The conversation evolved into why voters were reluctant to approve more money for repairing and expanding roads. Angelle and Erdey agreed that part of the problem is that taxpayers don’t trust government officials because too often they have seen much of the money designated for roads spent elsewhere. Angelle recalled how, as St. Martin Parish president, he successfully pushed a 1-cent sales tax to upgrade a road system that had suffered from neglect. Parish voters had refused three times to increase taxes for roads.
“We made it clear that it was only for turning dirt. No salary increases. No equipment. Just for construction,” Angelle said. He visited every neighborhood, carrying a map that showed what work was needed and how much it would cost. He made dozens of presentations.
“I went with him to some guy’s shed in the back of a house. Had maybe 20 people there,” Cormier said. “He told them that it was never going to get better unless we do something. What he did was explain how the sales tax would work, how much it would cost and how it would only be used for roads, only roads.”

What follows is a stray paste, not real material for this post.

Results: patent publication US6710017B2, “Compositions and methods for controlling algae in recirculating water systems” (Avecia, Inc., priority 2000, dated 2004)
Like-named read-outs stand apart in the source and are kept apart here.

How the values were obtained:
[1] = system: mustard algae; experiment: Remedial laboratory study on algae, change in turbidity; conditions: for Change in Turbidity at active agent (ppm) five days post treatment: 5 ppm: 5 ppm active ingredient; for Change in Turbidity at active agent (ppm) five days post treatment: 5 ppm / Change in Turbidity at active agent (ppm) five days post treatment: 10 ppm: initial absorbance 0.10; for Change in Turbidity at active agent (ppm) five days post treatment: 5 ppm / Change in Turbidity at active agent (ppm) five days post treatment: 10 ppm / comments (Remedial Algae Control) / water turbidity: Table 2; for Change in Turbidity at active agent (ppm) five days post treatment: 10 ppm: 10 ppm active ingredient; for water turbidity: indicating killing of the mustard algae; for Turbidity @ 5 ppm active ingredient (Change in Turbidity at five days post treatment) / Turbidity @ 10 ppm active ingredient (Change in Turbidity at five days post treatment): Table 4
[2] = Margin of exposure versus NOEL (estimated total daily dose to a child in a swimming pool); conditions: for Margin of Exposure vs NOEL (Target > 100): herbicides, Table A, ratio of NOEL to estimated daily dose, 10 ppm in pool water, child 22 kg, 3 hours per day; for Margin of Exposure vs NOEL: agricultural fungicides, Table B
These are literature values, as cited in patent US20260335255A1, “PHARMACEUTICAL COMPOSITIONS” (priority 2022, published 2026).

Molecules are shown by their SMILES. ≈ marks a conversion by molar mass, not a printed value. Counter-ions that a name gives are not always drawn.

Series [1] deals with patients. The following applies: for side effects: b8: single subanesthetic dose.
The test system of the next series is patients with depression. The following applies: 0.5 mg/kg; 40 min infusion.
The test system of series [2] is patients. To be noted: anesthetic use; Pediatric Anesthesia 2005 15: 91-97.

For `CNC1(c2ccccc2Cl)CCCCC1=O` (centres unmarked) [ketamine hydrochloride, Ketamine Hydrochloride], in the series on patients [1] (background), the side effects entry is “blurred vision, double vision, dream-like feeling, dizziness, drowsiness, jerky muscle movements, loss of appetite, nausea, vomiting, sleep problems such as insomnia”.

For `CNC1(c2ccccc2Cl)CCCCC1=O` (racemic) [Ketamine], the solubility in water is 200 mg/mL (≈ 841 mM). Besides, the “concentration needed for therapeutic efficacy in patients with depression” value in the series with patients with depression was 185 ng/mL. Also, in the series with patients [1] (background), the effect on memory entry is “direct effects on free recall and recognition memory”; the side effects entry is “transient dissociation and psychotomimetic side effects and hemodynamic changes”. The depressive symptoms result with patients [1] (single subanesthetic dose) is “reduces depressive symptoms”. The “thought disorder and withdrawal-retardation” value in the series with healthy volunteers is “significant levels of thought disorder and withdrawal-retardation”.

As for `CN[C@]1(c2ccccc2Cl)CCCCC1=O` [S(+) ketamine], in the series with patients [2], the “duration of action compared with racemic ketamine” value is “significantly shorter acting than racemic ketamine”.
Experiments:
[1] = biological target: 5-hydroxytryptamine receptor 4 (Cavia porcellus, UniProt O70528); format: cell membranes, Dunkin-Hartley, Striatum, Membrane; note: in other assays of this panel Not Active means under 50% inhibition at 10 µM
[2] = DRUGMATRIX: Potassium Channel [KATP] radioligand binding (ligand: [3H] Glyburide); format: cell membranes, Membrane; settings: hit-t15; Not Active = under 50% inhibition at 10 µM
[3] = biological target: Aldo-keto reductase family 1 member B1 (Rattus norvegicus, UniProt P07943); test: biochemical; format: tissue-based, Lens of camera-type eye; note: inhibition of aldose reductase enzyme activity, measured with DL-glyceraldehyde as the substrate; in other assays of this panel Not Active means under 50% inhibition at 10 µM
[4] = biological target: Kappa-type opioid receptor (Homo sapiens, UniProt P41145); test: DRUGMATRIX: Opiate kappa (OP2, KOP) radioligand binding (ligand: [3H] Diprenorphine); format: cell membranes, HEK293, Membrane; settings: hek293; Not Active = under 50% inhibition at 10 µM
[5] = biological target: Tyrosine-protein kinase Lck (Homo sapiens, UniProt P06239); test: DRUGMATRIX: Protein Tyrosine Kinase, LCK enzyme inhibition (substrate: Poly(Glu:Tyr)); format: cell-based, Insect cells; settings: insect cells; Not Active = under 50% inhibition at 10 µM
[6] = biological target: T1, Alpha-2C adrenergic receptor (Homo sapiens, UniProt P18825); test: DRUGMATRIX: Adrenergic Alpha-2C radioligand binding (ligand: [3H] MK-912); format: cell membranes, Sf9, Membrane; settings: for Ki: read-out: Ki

The voters ended up imposing a 1-cent sales tax on themselves by an 80 percent majority.
As a PSC commissioner, Angelle makes $45,000 a year. But his post on the Sunoco Logistics board of directors pays him six figures annually — $389,705 in 2013, according to federal disclosures — depending on how many meetings he attends. Angelle said he would quit the board if elected governor.
Vitter’s campaign staff (the senator himself has not commented) has used the Sunoco position against Angelle, claiming he interviewed for the job during an October 2011 trip to Dallas but sought reimbursement from the state for $329.67 in travel expenses.